I hate to say I told you so!greenspun.com : LUSENET : TimeBomb 2000 (Y2000) : One Thread
Am I the only person with this problem or what? The people I work with think I am one brick shy of a load. They all think y2k will bring only minor problems, a 3 on the rectum scale. It's like their going to wait until the roof falls on them and then they will worry. There are times when I just want to say screw em, you'll be counted among the dead and yet these are people I have worked with for years. They have no clue and they don't want to know. (TOAST I TELL YA TOAST) sorry Paul I just had to get that out of my system! Knowledge is grief the more you know about this problem the more you worry. I have done my best but they just don't get it. They have zero understanding of systems, no desire to look into the problem, and no clue as to the global implications in short they just don't give a rats a**. I have done 8 months of gut busting research on this problem, have known about it for 2 years (yes that means I got it 8 months ago). Sorry to ramble but I hate to have to be the one to tell the king he has no clothes! Anyway sometimes it just helps to talk or type as the case may be. As my friends would say whatever. Tman
-- Tman (Tman@IBAgeek.com), February 10, 1999
Most all of us are dealing with similar sorts of things. Just remember that you're responsibility is to warn them and to set an example - beyond that they are adults and responsible to God for their own action or inaction with regard to the issues.
and yeah, I know that doesn't always help the pain, but there it is.
-- Arlin H. Adams (email@example.com), February 10, 1999.
I know what you mean... I work at a small printing business. My boss isn't even interested in giving me the phone number to check if his phone system is complient. There are a number of things that I have found that will DEFINATELY cause problems. He just shruggs his shoulders. I need to get the latest NT service pack (we're at 2) and he isn't taking any action (the system doesn't have online access). The bios isn't complient, the list goes on. Again, not interested enough to respond... I give up.
This is the most frustrating part isn't it? Even if the bright and shiny talkers are right, and it is a bump, my employer is going to be facing fairly serious problems. Most are very easily corrected. What's wrong with these people?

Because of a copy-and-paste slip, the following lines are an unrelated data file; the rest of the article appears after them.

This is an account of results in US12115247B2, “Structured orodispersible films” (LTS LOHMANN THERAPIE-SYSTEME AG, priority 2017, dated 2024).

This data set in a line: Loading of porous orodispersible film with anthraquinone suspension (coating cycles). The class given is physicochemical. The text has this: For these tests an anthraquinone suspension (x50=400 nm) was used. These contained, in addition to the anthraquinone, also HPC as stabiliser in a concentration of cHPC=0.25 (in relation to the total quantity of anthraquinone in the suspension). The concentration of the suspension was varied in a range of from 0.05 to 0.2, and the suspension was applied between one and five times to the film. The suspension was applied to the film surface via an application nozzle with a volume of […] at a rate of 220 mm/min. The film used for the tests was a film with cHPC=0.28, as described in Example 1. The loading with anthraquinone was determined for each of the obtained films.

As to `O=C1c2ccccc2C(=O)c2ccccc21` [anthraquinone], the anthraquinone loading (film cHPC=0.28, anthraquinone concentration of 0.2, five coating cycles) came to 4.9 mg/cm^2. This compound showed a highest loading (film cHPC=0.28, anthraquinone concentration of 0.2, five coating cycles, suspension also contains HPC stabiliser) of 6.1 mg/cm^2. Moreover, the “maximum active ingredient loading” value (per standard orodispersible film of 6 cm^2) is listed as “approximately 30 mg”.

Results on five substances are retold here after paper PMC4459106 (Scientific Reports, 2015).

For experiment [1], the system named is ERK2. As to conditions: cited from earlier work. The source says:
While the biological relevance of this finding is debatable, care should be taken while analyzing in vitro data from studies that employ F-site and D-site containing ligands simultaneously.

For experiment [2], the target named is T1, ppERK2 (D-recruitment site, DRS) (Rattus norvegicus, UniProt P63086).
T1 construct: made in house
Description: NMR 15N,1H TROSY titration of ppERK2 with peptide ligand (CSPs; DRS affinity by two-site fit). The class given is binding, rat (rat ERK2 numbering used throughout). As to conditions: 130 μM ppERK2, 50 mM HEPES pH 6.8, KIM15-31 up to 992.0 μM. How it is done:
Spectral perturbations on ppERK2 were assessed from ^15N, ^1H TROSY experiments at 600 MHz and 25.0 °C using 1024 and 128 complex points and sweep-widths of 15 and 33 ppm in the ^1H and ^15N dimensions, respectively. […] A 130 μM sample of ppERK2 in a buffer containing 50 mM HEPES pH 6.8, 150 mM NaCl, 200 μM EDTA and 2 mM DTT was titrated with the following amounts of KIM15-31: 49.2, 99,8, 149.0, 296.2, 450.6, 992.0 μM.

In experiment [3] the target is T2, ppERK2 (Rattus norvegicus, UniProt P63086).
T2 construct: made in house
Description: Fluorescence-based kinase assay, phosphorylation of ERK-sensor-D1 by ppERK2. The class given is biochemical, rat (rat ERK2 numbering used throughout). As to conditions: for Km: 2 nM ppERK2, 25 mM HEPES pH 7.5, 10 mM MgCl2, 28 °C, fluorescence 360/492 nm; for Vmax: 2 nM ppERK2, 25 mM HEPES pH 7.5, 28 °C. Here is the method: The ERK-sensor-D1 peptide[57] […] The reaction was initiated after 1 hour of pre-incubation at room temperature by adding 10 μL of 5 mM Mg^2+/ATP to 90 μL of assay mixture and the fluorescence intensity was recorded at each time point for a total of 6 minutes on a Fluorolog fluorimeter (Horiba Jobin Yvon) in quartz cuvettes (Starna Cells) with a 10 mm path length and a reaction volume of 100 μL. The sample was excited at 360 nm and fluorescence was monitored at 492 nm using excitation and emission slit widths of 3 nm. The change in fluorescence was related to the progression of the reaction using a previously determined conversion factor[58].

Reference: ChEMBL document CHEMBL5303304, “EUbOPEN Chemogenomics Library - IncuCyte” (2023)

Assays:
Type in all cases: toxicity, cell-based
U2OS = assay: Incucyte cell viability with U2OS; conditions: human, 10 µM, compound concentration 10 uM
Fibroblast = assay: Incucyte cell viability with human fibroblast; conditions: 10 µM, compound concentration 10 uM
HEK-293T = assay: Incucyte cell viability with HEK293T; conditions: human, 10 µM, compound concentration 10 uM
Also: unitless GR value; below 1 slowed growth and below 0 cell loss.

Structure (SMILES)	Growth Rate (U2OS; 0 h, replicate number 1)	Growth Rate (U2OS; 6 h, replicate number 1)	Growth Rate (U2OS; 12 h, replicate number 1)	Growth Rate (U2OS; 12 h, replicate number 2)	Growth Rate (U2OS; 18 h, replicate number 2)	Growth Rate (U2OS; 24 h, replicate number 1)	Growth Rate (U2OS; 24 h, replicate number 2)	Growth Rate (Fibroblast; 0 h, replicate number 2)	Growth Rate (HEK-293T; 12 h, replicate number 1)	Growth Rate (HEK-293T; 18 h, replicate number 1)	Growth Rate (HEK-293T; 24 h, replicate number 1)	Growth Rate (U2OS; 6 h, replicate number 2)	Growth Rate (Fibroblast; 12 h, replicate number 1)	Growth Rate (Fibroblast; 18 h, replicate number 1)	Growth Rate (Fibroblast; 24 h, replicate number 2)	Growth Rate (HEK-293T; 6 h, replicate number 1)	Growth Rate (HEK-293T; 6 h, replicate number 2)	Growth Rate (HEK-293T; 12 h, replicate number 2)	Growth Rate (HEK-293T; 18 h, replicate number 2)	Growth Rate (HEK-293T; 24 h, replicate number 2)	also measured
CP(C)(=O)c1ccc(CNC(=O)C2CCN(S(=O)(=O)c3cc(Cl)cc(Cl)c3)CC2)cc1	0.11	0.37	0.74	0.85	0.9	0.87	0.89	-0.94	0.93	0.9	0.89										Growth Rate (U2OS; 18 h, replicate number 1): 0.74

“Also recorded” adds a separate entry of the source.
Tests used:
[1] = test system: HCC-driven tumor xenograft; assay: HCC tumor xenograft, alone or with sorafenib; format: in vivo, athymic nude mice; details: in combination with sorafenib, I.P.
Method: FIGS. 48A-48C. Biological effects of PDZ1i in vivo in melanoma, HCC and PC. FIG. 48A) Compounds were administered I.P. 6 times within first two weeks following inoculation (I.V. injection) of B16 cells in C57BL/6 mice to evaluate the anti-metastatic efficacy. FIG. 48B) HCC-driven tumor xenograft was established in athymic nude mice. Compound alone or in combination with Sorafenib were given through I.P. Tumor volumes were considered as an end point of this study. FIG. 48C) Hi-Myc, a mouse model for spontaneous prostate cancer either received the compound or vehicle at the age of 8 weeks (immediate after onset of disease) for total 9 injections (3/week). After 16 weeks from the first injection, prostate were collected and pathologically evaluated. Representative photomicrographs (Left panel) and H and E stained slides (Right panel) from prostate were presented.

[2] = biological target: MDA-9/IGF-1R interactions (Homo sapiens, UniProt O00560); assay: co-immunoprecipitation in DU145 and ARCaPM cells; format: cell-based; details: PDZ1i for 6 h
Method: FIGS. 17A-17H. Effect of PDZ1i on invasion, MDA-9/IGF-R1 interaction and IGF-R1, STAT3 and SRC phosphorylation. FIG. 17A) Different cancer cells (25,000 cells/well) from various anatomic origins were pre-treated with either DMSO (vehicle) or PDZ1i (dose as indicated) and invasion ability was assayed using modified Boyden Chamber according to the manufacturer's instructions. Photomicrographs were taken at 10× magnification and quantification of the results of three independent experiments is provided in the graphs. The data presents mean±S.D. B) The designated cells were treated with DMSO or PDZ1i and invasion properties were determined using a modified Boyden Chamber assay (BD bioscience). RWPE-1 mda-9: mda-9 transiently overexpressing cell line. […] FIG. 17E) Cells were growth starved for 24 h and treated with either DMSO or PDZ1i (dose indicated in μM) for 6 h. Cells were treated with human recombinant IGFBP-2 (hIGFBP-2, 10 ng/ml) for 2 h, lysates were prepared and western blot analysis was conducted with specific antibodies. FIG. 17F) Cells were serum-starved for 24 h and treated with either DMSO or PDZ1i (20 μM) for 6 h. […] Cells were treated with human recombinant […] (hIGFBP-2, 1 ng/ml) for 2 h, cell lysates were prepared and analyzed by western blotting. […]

I know it doesn't help much T, but you're definately not alone. Just letting it out does help a little though. It may keep me from yanking out my hair for another day or two.
-- d (firstname.lastname@example.org), February 10, 1999.
Seems being a GI has nothing to do with supposedly having brains either.
Attended a meeting with two of my colleagues who DWGI and despite having significant responsibility and instructions to ensure due diligence in their activities. They are still playing down the issues to the extent of opposing what are sensible precautions.
What is worse is that their influence is corrosive of the maybe-gonna-getit-in-times. Lots of careful work went down the gurgler today.
Not just toast, BURNT TOAST! charcoal bits even..
I cannot get people to think beyond their PCs. I have yet to get more than passing buyin to the idea of systemic consequences.
You'd think people in a University would appreciate that minimal hindsight would let them see that learning happens in heads. Places of learning actually existed and thrived before power and computers. No one wants to do the contingency planning required to ensure continuity of our overall systems under changed circumstances. Thats what I call a real DWGI.
Another couple of months of this and thats it, nuff said.. there have to be people with a view beyond the fix-it-if-it-fails. I will take what I know elsewhere.
-- Bob Barbour (email@example.com), February 10, 1999.